By SEAN HIGGINS
Republican lawmakers are taking aim at organized labor by re-introducing legislation this week to strictly limit union power to force dues from workers who oppose the union’s political agenda.
The Employee Rights Act, scheduled to be introduced Monday by Sen. Orrin Hatch, R-Utah, and Rep. Tom Price, R-Ga., also includes several changes to the election rules for private-sector workplace organizing, making it harder for unions to win — and hold onto — recognition without genuine majority support from workers.
“Our economy has undergone a significant transformation over recent years, as innovation and technological development have fundamentally reshaped the American workplace. Despite these fast-moving changes, Congress last overhauled our labor laws more than 50 years ago. Today, these outdated laws allow unaccountable union bosses to hinder growth and disregard employees’ rights. That’s why I’m introducing the Employee Rights Act, which includes a number of important reforms,” Hatch told the Washington Examiner.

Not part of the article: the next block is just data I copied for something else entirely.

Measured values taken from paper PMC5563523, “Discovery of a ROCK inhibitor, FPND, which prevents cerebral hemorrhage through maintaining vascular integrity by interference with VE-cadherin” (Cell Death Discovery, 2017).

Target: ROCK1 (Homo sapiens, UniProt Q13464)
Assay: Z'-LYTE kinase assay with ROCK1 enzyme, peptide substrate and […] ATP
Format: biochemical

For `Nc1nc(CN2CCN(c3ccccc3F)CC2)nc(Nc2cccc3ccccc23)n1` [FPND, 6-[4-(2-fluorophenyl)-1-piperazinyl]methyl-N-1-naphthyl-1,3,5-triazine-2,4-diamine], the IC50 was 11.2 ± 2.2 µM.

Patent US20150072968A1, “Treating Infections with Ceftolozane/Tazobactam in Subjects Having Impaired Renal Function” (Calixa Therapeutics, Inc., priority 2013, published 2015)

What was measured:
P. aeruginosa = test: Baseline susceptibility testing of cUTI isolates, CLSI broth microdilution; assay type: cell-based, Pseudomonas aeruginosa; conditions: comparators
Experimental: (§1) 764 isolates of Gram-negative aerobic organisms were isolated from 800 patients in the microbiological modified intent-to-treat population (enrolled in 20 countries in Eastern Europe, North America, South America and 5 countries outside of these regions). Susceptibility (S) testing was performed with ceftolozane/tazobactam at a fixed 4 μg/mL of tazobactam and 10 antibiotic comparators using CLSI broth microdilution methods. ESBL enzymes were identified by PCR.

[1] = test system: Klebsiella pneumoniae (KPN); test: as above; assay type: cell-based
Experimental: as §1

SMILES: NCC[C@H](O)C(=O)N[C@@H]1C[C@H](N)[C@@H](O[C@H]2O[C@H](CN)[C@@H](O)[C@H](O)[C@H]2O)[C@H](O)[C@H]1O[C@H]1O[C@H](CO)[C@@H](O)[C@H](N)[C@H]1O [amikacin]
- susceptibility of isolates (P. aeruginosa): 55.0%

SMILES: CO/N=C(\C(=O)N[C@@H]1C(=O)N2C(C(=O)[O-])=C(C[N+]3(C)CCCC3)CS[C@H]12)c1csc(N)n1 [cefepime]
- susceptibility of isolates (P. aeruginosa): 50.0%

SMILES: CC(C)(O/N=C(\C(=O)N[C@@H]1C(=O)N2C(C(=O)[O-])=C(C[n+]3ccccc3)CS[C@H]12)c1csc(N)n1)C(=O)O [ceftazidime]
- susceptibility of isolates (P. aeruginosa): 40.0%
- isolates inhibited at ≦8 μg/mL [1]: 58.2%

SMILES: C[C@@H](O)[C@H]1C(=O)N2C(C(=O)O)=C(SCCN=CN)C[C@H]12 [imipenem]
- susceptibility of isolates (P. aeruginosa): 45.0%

By Dave McNary - July 16, 2015
SAG¬AFTRA has amped up its 3¬ month ¬old campaign against performing work in the fast ¬growing non¬union commercial sector.
Dubbed the Commercials Organizing and Recapture Initiative, the campaign aims to expand the jurisdiction of the performers’ union over commercials work, which currently generates $1 billion annually in performer earnings covered by the union’s contract with the ad industry.
The union has held five town-¬hall meetings with members, including a pair this week in Los Angeles. Thanks to information sent in by members, SAGAFTRA caught 40 non¬union commercials being produced by advertisers already signed to the commercials contracts — and turned all of those into union commercials, according to chief contracts officer Ray Rodriguez.
Rodriguez told Variety that the campaign has clearly raised awareness among members. “We’ve improved our information¬ gathering system,” he added.
Lori Hunt, the union’s national director of commercial contracts, added, “Many of them are national advertisers who have farmed out the spots to non¬union producers.”
SAG¬AFTRA also disclosed in a recent message to members that more than a dozen members were referred to the SAG¬AFTRA Legal Department for Global Rule 1 disciplinary proceedings based on evidence gathered as part of this organizing initiative.
“Disciplinary charges are heard and decided by committees of fellow SAGAFTRA members,” the message noted. “Consequences for working off the card include fines, suspension and expulsion from the union.”
Union officials did not elaborate, noting that policy prevents them from commenting on disciplinary matters.